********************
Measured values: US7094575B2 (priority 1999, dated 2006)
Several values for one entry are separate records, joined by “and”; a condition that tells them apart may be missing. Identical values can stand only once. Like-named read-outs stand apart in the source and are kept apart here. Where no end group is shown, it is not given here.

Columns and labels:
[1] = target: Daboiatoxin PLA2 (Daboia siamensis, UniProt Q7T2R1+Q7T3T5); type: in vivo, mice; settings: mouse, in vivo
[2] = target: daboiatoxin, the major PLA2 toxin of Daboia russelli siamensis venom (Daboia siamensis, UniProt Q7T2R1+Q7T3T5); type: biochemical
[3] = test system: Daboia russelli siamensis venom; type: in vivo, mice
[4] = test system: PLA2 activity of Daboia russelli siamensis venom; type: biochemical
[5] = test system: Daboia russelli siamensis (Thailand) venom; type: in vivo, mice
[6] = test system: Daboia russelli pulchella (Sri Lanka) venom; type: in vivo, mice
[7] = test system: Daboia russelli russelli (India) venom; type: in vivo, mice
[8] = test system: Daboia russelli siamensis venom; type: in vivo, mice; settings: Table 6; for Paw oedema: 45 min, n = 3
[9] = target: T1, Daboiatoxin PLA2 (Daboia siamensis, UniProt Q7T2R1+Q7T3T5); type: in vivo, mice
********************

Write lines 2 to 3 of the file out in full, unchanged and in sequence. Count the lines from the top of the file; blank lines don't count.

Several values for one entry are separate records, joined by “and”; a condition that tells them apart may be missing. Identical values can stand only once. Like-named read-outs stand apart in the source and are kept apart here. Where no end group is shown, it is not given here.

Columns and labels: